None of this is rare. None of this is right.

It’s no coincidence that right now, there is no mechanism to replace a police department. A citizen’s only recourse is protest, which is often met with more violence from police.

How could a private police force be worse? How could a company that can fire its employees at will, that can be replaced by a competing company at any time, possibly do a worse job of protecting property rights?

Look at that picture of Kelly Thomas and tell me it isn’t worth trying anything to keep that from happening to anyone else.

GOP Rep. Todd Akin reveals one major flaw with Democracy

GOP Rep. Todd Akin recently apologized for claiming that pregnancy from rape is rare because in a “legitimate rape” a woman’s body protects her from pregnancy.

I think we can all agree that someone who knows shit about biology shouldn’t be regulating medical decisions like abortion and birth control.

But do our politicians know anything more about financial markets, ecology or economics than they know about biology? Generally no.

Next time you wax poetic about the wonders of Democracy read something your legislator has actually said about one of the topics he or she is regulating.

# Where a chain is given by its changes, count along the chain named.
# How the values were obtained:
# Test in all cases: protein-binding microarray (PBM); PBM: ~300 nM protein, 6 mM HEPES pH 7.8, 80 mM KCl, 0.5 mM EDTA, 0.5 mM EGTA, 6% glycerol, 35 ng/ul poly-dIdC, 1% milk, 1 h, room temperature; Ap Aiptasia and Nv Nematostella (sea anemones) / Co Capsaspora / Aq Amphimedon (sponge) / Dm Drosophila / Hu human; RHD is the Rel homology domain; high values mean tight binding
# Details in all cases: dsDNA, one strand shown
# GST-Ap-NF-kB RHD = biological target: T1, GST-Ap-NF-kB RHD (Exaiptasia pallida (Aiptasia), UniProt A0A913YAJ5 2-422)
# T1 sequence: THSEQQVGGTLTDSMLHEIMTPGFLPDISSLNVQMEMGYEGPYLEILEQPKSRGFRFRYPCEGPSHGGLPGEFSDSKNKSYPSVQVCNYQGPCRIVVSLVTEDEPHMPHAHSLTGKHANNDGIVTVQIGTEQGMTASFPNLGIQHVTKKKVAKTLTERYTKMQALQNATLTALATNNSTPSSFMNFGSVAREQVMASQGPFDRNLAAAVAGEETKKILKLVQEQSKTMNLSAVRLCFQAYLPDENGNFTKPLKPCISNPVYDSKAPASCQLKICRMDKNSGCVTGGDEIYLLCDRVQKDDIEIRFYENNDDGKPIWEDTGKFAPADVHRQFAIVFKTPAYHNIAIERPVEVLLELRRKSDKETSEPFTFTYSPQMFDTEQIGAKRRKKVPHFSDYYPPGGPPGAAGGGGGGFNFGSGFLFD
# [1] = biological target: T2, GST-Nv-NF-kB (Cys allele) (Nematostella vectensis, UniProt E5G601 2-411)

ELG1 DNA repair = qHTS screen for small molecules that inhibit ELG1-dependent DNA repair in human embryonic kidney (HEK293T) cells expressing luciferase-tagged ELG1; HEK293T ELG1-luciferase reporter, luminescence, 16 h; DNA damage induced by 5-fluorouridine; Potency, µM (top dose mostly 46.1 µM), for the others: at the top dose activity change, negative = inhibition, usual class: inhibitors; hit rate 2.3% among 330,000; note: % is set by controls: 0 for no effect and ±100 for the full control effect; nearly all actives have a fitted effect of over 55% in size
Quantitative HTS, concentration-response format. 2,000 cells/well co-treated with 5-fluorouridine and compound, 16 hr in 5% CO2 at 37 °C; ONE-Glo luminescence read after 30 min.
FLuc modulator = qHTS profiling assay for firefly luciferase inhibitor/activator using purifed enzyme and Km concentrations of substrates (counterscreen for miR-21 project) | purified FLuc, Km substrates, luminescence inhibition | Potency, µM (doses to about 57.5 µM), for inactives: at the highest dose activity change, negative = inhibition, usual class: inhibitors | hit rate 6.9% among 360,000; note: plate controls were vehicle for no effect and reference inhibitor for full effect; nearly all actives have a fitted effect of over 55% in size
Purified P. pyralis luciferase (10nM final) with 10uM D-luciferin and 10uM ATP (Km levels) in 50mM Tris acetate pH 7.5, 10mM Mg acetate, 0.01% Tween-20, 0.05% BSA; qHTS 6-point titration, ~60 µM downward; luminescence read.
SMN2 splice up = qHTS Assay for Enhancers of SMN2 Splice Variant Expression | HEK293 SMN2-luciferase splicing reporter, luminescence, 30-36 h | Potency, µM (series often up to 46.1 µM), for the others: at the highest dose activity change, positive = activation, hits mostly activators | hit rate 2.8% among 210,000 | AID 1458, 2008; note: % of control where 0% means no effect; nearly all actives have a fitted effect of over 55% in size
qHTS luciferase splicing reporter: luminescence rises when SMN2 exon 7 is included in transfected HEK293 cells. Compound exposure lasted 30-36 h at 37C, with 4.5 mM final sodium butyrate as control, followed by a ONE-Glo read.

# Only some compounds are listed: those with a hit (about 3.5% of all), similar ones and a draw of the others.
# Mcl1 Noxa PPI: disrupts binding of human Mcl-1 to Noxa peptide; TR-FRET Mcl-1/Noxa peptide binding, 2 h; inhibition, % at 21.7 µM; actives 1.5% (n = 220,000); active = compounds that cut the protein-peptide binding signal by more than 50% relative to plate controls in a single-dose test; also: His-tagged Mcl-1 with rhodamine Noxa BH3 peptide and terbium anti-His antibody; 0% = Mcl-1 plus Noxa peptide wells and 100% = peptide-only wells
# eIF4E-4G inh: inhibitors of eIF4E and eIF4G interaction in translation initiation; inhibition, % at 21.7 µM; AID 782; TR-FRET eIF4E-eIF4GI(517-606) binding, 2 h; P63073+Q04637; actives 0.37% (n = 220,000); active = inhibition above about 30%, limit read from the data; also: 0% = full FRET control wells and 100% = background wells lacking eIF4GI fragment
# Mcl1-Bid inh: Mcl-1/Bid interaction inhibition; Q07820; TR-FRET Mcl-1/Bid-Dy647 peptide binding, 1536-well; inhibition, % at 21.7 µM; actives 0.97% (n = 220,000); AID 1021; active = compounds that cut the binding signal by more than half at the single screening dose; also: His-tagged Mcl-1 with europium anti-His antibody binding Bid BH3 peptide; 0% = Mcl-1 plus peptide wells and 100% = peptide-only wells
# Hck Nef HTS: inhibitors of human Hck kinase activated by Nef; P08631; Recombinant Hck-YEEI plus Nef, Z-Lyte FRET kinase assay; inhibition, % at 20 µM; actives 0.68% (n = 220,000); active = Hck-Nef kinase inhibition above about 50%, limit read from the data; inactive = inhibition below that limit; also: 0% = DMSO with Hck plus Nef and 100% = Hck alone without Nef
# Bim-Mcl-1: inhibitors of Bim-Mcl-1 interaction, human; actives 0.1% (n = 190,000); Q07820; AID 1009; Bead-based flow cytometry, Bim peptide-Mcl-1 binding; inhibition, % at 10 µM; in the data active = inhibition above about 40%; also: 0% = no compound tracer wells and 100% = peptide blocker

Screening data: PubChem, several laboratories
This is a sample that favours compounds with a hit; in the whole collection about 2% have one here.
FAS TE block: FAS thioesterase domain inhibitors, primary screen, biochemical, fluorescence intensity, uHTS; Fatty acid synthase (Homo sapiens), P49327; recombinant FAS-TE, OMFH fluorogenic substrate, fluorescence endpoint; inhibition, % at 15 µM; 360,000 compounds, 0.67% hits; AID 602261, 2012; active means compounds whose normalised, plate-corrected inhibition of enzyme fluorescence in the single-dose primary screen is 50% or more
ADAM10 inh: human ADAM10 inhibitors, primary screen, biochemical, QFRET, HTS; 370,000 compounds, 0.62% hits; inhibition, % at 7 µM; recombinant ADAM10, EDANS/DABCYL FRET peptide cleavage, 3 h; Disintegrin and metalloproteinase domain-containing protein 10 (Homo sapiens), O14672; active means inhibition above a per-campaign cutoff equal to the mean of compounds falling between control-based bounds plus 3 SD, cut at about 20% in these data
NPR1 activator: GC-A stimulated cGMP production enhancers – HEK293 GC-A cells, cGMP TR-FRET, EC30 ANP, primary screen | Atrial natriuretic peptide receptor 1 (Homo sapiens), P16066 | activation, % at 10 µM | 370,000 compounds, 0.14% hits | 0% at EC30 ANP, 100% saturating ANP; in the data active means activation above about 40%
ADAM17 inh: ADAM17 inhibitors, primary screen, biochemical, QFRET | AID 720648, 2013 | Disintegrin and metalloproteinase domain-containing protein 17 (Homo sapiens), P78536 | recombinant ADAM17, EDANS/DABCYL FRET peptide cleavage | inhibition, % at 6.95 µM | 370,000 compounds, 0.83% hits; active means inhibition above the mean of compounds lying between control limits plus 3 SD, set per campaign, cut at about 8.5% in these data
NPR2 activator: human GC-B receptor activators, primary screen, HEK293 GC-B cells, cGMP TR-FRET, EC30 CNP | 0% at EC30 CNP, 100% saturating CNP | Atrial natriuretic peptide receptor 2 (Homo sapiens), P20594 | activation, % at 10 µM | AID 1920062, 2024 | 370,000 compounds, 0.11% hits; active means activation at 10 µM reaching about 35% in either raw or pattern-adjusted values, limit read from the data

Photo by  Vintaga Posters

Do you trust cops with drones?

The cops have drones now. But they proooomise they’ll be good with them.

Police chiefs adopt drone code of conduct – Washington Times

The nation’s police chiefs have adopted a code of conduct for their use of drones, including letting any images captured by unmanned aerial vehicles, or UAVs, be open to inspection by the public, and that the images not be stored unless they are evidence of a crime or part of an ongoing investigation.

And I believe them. It’s not like the US military is using them to murder US citizens without a trial or spy on citizens right here on US soil. And giving cops machine guns has turned out really well, so why not drones?

Here’s the best comment:

I have my own drone code of conduct.

10 guage, long choke, 3 1/2″ shell, 2 shot

Nice.

Photo by worldcantwait.org

The sweetheart Countrywide loans don’t actually matter

Too funny.

Some Democrat congresscreature amended his own subpoena investigating subprime mortgage lender Countrywide Financial Corp. to exclude records showing that he, and other Dems and Dem aides got VIP discounted loans from the company. Then an election happened and Republicans took over and, whoops, shit got out.

This is why most conspiracy theories are utterly implausible. The people at the top are way too stupid and contentious to come together to pull off anything that requires much secrecy and coordination.

But the real takeaway here is that congressional perks don’t actually matter.

Did those loans actually hurt anyone? No. Perks don’t hurt us, legislation does.

Are legislative perks going anywhere? All of recorded history would suggest no.

So if perks are a necessary component of a state, and it’s the state that hurts us, shouldn’t we focus on ending the state?

Just sayin’.